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Beatriz Santiago Muñoz, La Cueva Negra, 2013. HD video with sound by Joel Rodriguez, 20 min. Commissioned by Gasworks. Courtesy the artist.

Throughout May and June 2020 Gasworks presents a second series of online screenings of artist films commissioned for our exhibitions programme over the last few years. Featuring works by Beatriz Santiago Muñoz, Patricia Domínguez, and Mathieu Kleyebe Abonnenc, each piece is available to stream on Gasworks’ website for two weeks and is accompanied by interviews with the artists, texts and reviews.

Often documenting her interactions with specific individuals and communities, Beatriz Santiago Muñoz's films and videos focus on how social relations are embodied in particular places and gestures. Drawing from anthropology and experimental theatre, the artist develops her work together with the people she portrays, using performance and re-enactment as strategies for self-representation. 

La Cueva Negra (2013) concentrates on the Paso del Indio, an indigenous burial site that was discovered over twenty years ago during the construction of a highway. Informed by interviews with the archaeologists and labourers that worked on the excavation, as well as regular interactions with a couple of local boys now living there, this video unravels the material and symbolic history of the site through first-hand accounts, performance and play. In this way, Santiago builds an experimental cosmogony from the layers of trash, the graffiti, the expressway, the karst bedrock, the traces of previous inhabitants’ worldviews, and the impressions of the people living there now.

Farmacopea (16mm film, 2013), on the other hand, looks at how the Puerto Rican landscape has been transformed and de-historicised by tourism and the service industry. The film focuses on particular plant species, such as the Hippomane mancinella (or Manchineel tree), also known as ‘the little apple of death’. This is one of the most toxic plants in the world and indigenous communities are said to have once used its sap to poison their arrow tips. In more recent years however, the Puerto Rican government has sought to eradicate it, greatly transforming the ecology of coastal areas. With Farmacopea, Santiago explores how this desire to render the landscape harmless contributes to the self-image that Puerto Rico wilfully promotes: an idyllic, tropical Caribbean island that somehow stands outside of history and politics.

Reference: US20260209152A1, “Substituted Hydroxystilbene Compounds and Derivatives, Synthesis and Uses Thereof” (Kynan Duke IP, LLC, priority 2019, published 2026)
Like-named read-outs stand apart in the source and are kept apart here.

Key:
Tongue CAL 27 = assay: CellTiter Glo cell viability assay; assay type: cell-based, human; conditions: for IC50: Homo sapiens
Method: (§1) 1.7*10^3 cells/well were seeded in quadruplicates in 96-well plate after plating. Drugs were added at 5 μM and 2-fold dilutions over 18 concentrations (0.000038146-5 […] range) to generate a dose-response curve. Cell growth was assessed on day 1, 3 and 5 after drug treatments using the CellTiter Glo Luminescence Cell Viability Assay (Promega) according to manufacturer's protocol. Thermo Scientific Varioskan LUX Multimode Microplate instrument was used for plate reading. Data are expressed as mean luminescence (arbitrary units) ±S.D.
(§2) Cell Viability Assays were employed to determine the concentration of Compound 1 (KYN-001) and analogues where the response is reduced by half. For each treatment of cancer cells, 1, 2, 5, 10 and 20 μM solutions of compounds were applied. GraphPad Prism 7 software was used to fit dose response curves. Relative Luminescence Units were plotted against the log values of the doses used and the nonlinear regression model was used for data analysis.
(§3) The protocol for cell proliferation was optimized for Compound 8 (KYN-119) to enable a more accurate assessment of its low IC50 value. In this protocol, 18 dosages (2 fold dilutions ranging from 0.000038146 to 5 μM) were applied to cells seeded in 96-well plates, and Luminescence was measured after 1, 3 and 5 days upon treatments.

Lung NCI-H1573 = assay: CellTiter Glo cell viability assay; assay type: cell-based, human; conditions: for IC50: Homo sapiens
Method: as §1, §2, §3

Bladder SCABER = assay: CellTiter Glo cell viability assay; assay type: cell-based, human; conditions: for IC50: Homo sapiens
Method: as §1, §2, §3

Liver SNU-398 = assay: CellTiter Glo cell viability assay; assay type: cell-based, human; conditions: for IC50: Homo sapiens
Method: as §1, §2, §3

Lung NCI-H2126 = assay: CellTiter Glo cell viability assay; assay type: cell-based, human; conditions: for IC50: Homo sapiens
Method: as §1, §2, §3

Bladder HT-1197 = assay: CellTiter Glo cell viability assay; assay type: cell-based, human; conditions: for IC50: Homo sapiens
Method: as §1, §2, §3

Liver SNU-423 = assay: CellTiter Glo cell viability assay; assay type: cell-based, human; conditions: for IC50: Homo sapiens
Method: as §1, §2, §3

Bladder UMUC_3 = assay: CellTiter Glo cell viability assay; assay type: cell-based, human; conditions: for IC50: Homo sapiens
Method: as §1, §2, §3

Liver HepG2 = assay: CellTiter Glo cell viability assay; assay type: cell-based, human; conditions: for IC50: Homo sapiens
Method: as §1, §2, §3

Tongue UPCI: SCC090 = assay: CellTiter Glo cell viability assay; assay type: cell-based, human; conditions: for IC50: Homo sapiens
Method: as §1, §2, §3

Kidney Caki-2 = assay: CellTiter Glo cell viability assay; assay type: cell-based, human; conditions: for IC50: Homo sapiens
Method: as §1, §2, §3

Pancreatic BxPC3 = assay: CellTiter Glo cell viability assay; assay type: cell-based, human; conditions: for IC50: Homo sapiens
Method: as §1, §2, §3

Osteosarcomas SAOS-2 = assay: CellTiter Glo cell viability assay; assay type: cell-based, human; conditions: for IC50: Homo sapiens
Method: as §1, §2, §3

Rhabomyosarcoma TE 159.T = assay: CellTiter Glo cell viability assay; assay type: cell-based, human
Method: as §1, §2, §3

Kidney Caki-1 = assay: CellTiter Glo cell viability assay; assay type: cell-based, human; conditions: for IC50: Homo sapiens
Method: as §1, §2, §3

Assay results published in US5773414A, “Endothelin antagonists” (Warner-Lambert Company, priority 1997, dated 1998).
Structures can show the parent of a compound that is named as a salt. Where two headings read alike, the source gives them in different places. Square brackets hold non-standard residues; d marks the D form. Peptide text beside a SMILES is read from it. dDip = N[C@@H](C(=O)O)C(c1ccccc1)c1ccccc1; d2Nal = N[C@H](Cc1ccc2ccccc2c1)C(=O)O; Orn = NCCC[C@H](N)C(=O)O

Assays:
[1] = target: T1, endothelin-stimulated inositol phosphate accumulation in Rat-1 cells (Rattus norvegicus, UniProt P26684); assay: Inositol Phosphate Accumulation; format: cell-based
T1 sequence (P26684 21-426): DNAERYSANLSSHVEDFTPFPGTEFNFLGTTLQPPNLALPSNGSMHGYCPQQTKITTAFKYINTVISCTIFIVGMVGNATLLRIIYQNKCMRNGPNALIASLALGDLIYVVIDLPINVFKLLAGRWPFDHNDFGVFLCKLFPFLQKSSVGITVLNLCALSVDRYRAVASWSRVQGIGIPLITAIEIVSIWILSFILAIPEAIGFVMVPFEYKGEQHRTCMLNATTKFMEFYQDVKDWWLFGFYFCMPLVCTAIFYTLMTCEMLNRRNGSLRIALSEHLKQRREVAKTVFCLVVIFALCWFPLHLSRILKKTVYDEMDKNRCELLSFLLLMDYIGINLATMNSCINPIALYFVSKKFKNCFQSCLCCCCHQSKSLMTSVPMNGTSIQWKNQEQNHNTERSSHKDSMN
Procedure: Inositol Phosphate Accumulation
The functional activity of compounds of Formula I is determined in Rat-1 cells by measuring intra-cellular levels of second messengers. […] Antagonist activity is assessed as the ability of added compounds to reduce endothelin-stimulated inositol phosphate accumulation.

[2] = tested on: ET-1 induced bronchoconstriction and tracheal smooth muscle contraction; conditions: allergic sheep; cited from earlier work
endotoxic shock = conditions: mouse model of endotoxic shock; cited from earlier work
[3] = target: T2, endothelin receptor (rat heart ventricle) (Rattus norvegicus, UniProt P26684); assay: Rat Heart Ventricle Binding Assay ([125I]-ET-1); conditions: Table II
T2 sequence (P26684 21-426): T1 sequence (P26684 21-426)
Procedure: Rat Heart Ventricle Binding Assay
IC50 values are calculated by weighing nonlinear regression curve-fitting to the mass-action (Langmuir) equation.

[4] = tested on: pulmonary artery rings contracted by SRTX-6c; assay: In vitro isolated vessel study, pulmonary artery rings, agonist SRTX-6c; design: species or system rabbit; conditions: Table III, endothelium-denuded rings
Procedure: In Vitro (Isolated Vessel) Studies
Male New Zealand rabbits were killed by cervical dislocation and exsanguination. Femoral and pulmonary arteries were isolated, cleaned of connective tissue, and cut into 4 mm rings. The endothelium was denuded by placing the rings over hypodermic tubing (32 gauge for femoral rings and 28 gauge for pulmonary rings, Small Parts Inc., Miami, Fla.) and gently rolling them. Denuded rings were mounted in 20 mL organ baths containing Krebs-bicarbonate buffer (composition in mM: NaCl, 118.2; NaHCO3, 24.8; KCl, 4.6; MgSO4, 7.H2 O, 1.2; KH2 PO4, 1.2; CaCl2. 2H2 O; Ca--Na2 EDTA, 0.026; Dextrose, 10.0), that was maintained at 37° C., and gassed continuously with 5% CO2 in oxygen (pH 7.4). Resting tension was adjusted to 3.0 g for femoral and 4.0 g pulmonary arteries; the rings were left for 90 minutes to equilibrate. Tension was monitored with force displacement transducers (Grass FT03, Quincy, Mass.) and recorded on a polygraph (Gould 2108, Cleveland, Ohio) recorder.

These films were originally shown as part of Santiago Muñoz’s Gasworks exhibition The Black Cave in 2013. Read more

Supported by Catherine Petitgas, The Elephant Trust, Galeria Agustina Ferreyra and the Institute of Puerto Rican Culture.

Press articles: 

Read an article featuring these works on Frieze Magazine and an interview with the artist on Sculpture blog.  

Beatriz Santiago Muñoz (b.1972, Puerto Rico) is an artist and filmmaker based in San Juan. Her films arise from long periods of observation and research to explore the social and political conditions of her native Puerto Rico and the Caribbean. Her recent solo exhibitions have been held at El Museo del Barrio (2017), New Museum, New York (2016); Pérez Art Museum Miami (2016); Sala de Arte Público Siqueiros, Mexico City (2014); and Gasworks, London (2013). In 2017 she participated in the Whitney Biennial. She has been awarded the Creative Capital Visual Art Award (2015) and the Louis Comfort Tiffany Foundation Award (2017). Santiago Muñoz is also a cofounder of Beta-Local, an arts organization in San Juan, Puerto Rico, and Director of Sessions, a series of experimental seminars anchored in the specific geography and emerging art practices of Puerto Rico.